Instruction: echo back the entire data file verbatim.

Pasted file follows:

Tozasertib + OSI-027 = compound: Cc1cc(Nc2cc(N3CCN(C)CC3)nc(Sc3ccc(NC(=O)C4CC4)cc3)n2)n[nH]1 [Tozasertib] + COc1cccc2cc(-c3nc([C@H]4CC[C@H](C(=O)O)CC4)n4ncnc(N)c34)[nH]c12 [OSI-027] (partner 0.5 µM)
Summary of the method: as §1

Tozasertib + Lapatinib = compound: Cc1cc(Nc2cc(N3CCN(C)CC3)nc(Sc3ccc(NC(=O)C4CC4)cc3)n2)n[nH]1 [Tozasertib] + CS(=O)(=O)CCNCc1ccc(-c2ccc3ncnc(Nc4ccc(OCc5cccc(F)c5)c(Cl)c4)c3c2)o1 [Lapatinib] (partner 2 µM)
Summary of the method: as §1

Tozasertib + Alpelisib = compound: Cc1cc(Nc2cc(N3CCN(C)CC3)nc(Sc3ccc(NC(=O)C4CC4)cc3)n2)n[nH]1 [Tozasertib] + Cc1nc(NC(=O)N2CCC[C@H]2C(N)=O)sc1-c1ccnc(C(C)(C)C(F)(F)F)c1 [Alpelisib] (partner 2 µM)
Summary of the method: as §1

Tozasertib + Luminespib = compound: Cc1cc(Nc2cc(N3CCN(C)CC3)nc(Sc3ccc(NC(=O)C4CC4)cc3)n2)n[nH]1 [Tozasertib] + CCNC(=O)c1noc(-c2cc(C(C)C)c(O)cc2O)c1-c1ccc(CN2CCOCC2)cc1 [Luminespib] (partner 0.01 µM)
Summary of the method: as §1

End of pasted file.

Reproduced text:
Tozasertib + OSI-027 = compound: Cc1cc(Nc2cc(N3CCN(C)CC3)nc(Sc3ccc(NC(=O)C4CC4)cc3)n2)n[nH]1 [Tozasertib] + COc1cccc2cc(-c3nc([C@H]4CC[C@H](C(=O)O)CC4)n4ncnc(N)c34)[nH]c12 [OSI-027] (partner 0.5 µM)
Summary of the method: as §1

Tozasertib + Lapatinib = compound: Cc1cc(Nc2cc(N3CCN(C)CC3)nc(Sc3ccc(NC(=O)C4CC4)cc3)n2)n[nH]1 [Tozasertib] + CS(=O)(=O)CCNCc1ccc(-c2ccc3ncnc(Nc4ccc(OCc5cccc(F)c5)c(Cl)c4)c3c2)o1 [Lapatinib] (partner 2 µM)
Summary of the method: as §1

Tozasertib + Alpelisib = compound: Cc1cc(Nc2cc(N3CCN(C)CC3)nc(Sc3ccc(NC(=O)C4CC4)cc3)n2)n[nH]1 [Tozasertib] + Cc1nc(NC(=O)N2CCC[C@H]2C(N)=O)sc1-c1ccnc(C(C)(C)C(F)(F)F)c1 [Alpelisib] (partner 2 µM)
Summary of the method: as §1

Tozasertib + Luminespib = compound: Cc1cc(Nc2cc(N3CCN(C)CC3)nc(Sc3ccc(NC(=O)C4CC4)cc3)n2)n[nH]1 [Tozasertib] + CCNC(=O)c1noc(-c2cc(C(C)C)c(O)cc2O)c1-c1ccc(CN2CCOCC2)cc1 [Luminespib] (partner 0.01 µM)
Summary of the method: as §1